I don't think that Microsoft will ever manage to completely force the app store on everyone--solely because of enterprise customers--unless maybe they force you to use it on home/basic and make it optional on business/enterprise. However, I do think that's what they and Apple eventually want. I also think that's probably what the average consumer wants.
We need Linux as a third (and 4th, 5th...) option for all of us edge cases that don't fit the standard consumer mold.
As an aside, which thinkpad did you go with? I bought a macbook air thinking I could easily replace OS X with linux but almost bricked the thing due to EFI issues (rEFIT wasn't any help and actually caused the problem). I'm thinking of going with a thinkpad next time around but not sure which one as I've never had one before. X1 Carbon looked promising but battery life is a bit disappointing.
I went with a T430, mainly because it's built like tank, and it's cheap enough that I'm not afraid to haul it around everywhere. At first glance it looks like an older computer, so I'm not too worried about someone stealing it either.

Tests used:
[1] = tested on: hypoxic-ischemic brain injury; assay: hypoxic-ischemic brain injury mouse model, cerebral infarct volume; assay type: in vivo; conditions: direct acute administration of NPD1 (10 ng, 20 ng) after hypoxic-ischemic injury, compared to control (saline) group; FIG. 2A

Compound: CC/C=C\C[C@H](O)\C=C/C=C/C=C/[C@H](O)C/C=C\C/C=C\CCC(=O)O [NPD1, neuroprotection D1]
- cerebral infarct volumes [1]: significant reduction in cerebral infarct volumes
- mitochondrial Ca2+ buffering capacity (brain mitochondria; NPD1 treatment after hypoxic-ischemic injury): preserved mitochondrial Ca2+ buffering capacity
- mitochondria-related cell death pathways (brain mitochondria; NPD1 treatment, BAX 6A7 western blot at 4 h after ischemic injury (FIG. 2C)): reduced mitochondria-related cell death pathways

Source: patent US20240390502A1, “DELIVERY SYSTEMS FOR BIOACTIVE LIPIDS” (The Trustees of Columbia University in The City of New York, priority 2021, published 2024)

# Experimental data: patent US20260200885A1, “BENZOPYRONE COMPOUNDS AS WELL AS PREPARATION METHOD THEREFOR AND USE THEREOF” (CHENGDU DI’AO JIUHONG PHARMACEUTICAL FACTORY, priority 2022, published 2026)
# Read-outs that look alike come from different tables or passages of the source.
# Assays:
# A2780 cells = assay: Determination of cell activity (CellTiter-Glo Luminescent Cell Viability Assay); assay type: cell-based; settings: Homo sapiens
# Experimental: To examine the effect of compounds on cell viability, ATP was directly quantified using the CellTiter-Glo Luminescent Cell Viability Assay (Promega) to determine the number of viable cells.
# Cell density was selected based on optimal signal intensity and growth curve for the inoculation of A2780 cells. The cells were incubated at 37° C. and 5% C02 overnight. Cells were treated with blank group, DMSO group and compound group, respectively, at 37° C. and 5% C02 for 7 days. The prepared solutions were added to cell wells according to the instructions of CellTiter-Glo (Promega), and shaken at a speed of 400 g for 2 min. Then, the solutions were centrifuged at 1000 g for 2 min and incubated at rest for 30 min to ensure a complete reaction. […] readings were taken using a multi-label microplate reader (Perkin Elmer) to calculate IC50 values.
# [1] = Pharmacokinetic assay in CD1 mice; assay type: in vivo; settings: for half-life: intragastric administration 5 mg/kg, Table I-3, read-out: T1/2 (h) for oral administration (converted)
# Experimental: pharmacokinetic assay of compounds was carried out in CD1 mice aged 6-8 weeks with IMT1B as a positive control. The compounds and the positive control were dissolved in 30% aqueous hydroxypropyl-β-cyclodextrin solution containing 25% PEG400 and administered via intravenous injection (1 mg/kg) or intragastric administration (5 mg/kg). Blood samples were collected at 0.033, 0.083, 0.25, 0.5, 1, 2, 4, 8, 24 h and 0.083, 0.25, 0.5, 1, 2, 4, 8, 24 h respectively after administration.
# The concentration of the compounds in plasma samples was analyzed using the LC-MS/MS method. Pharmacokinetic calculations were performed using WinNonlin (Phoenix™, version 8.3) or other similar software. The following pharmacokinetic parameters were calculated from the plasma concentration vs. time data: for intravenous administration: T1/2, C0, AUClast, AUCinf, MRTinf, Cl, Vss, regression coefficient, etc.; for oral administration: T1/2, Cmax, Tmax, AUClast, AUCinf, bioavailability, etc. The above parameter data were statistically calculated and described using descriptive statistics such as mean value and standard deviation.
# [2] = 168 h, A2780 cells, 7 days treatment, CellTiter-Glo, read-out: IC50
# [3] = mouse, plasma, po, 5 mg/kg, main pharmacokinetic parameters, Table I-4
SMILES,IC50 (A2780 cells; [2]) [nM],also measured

I love the trackpoint (don't have to take my hands off the home keys to use the touchpad). I also love the docking bay, with my mac I had to unplug the power, speakers and usb, now I just push a button and it pops off the dock.
Have the same experience with reFIT. Just unnecessary. What you can do instead is to just install Linux normally with GRUB, and then access it through the Windows boot function built into the mac. Hold command during boot and choose windows, takes you to GRUB.
It's funny you switch to Arch Linux, because Arch Linux is exactly the worst example of broken userland that Linus is talking about in the post. Arch Linux values "bleeding edge" over all things including basic usability, and they willfully break compatibility with all other distros even when there is no conceivable benefit.